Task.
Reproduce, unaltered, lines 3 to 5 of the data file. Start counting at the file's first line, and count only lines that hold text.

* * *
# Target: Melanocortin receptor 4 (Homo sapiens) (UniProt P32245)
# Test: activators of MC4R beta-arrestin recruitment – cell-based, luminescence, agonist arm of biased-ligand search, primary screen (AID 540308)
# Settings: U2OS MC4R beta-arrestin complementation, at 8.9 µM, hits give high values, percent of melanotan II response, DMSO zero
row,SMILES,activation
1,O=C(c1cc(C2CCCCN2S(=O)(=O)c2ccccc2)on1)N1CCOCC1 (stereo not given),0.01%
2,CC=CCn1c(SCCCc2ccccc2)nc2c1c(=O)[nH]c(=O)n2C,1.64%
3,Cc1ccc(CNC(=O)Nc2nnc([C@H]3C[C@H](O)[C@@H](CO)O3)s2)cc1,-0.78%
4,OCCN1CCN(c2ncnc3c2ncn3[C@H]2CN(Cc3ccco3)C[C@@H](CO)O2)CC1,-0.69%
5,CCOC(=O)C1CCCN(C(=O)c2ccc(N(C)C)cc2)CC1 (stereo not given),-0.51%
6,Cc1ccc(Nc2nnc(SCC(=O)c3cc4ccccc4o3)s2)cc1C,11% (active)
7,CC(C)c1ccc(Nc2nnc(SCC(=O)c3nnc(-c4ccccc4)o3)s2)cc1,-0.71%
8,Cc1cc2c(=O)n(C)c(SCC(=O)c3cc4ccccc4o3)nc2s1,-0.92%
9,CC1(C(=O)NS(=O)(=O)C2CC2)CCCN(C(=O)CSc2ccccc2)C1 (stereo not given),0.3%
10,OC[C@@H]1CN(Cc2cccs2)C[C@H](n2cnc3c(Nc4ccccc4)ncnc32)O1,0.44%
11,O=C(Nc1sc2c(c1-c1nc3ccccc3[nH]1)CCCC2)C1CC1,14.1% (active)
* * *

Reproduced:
# Settings: U2OS MC4R beta-arrestin complementation, at 8.9 µM, hits give high values, percent of melanotan II response, DMSO zero
row,SMILES,activation
1,O=C(c1cc(C2CCCCN2S(=O)(=O)c2ccccc2)on1)N1CCOCC1 (stereo not given),0.01%